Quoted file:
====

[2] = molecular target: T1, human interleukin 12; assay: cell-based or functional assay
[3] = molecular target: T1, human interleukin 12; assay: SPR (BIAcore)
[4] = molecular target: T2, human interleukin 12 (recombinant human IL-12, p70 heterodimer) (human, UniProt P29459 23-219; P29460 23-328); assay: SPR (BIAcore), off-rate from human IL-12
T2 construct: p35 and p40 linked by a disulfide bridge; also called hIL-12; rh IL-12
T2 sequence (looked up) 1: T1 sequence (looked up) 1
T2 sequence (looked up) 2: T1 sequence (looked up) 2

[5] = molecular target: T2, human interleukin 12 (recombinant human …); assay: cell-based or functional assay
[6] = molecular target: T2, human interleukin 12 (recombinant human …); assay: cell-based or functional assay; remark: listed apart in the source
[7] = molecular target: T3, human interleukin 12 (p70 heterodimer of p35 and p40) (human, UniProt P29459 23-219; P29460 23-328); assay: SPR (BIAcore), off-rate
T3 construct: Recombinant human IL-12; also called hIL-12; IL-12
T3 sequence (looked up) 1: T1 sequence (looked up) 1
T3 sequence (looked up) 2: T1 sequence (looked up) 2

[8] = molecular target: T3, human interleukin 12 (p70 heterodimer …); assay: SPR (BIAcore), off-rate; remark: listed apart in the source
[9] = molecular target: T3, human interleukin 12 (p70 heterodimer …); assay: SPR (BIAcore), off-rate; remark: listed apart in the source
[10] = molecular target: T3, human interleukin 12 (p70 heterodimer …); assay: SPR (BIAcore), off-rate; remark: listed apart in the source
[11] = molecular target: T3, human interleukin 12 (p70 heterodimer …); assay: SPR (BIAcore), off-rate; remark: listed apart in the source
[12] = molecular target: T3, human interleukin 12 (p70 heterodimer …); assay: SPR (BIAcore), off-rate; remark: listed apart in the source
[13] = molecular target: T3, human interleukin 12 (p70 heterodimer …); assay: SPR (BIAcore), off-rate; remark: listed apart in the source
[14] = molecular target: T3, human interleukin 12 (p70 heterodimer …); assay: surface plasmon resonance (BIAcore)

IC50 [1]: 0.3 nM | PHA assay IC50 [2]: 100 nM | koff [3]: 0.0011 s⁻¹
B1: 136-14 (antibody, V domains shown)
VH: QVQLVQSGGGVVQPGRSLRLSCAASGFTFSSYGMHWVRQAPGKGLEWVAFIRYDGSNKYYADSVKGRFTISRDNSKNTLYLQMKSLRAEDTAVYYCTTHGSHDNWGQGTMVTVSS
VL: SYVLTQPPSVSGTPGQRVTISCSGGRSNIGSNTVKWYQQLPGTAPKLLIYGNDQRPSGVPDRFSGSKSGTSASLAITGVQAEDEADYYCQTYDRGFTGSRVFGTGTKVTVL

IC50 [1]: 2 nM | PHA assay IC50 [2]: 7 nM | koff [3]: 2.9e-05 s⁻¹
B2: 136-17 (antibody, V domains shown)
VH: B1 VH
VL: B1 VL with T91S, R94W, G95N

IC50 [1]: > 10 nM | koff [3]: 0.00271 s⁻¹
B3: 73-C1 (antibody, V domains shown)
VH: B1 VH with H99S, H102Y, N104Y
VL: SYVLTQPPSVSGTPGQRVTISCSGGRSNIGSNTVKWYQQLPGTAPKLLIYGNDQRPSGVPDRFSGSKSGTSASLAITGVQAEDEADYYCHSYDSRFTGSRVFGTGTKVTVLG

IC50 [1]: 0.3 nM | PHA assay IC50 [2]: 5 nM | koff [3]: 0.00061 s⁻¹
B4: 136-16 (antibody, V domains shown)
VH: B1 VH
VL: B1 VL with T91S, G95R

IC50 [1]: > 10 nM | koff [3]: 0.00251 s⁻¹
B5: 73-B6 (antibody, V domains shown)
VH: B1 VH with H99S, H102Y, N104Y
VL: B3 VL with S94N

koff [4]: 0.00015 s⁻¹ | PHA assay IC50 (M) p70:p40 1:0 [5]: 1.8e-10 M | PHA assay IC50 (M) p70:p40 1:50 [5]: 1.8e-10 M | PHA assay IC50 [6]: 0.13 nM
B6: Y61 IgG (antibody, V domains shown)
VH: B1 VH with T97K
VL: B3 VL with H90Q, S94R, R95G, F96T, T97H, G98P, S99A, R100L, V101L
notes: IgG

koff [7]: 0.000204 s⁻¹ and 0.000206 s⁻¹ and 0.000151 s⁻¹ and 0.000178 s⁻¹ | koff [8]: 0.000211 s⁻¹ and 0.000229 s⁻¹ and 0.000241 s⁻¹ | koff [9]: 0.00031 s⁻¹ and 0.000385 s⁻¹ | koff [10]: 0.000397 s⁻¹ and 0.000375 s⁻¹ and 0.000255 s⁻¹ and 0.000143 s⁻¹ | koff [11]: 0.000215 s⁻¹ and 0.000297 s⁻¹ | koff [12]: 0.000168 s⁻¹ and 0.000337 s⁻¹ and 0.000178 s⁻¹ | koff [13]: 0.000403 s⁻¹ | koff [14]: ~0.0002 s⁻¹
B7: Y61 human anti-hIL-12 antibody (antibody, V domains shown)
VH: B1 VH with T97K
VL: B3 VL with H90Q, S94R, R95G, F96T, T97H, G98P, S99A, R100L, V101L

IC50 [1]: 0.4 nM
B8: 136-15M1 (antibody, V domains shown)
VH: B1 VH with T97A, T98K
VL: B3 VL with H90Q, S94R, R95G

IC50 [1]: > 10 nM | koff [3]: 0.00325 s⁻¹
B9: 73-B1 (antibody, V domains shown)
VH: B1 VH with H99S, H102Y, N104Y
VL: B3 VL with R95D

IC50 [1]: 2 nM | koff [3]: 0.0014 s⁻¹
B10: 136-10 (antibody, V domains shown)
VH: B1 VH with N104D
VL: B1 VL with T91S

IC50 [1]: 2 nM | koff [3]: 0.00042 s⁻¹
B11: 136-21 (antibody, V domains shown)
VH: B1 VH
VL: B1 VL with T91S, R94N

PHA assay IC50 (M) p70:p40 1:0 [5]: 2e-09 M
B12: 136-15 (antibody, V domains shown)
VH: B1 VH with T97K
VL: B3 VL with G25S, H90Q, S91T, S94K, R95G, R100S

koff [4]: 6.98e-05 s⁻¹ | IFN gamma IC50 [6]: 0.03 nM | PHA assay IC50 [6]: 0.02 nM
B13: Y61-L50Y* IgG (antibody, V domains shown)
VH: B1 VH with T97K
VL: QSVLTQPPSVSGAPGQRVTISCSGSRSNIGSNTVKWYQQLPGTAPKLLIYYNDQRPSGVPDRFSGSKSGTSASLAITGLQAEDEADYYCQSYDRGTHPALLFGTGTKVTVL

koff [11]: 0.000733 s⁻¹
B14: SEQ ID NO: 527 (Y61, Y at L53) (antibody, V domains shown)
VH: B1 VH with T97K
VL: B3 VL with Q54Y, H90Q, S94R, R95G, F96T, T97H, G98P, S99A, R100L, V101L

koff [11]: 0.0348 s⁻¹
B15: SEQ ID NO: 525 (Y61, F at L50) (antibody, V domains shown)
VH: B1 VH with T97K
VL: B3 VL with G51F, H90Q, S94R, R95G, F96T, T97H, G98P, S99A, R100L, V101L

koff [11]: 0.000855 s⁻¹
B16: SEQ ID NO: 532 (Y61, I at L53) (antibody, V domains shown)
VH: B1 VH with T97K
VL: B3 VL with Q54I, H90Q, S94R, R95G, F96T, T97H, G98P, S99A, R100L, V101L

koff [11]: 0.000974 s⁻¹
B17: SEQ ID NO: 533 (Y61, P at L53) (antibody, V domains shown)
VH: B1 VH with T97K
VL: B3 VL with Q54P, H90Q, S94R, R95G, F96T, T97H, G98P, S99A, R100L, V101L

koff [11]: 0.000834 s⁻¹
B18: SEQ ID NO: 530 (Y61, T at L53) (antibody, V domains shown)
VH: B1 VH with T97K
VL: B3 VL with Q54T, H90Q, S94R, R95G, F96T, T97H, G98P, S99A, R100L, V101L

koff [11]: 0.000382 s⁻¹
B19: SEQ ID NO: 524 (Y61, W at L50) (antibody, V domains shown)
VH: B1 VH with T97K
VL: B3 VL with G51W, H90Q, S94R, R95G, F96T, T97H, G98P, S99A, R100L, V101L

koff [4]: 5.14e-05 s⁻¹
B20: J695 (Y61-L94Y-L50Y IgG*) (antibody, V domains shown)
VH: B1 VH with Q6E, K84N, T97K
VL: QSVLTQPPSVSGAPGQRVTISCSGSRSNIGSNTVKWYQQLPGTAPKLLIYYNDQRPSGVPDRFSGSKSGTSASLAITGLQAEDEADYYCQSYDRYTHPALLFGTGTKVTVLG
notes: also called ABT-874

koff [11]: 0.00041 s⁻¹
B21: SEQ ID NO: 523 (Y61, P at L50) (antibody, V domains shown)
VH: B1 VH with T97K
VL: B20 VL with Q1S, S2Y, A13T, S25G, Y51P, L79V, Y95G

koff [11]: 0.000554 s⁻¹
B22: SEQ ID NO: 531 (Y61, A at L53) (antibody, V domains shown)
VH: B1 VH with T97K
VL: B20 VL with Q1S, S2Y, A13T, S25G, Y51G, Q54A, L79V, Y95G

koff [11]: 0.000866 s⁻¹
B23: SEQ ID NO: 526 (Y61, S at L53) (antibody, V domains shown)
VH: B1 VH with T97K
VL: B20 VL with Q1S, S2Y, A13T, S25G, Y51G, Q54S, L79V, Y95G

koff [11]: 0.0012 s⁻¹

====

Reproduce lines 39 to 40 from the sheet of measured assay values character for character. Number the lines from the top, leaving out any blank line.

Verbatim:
VL: B3 VL with S94N

koff [4]: 0.00015 s⁻¹ | PHA assay IC50 (M) p70:p40 1:0 [5]: 1.8e-10 M | PHA assay IC50 (M) p70:p40 1:50 [5]: 1.8e-10 M | PHA assay IC50 [6]: 0.13 nM